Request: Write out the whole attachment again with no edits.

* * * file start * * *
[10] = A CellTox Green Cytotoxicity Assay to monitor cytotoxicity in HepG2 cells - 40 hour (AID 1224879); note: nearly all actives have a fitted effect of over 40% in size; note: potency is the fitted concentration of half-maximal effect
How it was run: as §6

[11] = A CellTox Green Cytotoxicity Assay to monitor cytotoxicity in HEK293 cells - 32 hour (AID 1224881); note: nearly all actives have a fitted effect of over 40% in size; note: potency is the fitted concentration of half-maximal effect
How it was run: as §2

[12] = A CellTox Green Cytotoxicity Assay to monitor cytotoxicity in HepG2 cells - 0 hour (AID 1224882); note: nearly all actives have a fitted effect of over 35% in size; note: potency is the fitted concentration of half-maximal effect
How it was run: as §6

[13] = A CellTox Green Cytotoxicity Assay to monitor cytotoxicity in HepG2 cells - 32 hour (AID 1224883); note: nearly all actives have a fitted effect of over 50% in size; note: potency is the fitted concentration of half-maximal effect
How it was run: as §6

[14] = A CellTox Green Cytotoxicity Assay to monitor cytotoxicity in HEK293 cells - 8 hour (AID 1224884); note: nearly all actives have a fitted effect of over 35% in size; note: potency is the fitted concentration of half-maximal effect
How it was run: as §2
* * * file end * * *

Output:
[10] = A CellTox Green Cytotoxicity Assay to monitor cytotoxicity in HepG2 cells - 40 hour (AID 1224879); note: nearly all actives have a fitted effect of over 40% in size; note: potency is the fitted concentration of half-maximal effect
How it was run: as §6

[11] = A CellTox Green Cytotoxicity Assay to monitor cytotoxicity in HEK293 cells - 32 hour (AID 1224881); note: nearly all actives have a fitted effect of over 40% in size; note: potency is the fitted concentration of half-maximal effect
How it was run: as §2

[12] = A CellTox Green Cytotoxicity Assay to monitor cytotoxicity in HepG2 cells - 0 hour (AID 1224882); note: nearly all actives have a fitted effect of over 35% in size; note: potency is the fitted concentration of half-maximal effect
How it was run: as §6

[13] = A CellTox Green Cytotoxicity Assay to monitor cytotoxicity in HepG2 cells - 32 hour (AID 1224883); note: nearly all actives have a fitted effect of over 50% in size; note: potency is the fitted concentration of half-maximal effect
How it was run: as §6

[14] = A CellTox Green Cytotoxicity Assay to monitor cytotoxicity in HEK293 cells - 8 hour (AID 1224884); note: nearly all actives have a fitted effect of over 35% in size; note: potency is the fitted concentration of half-maximal effect
How it was run: as §2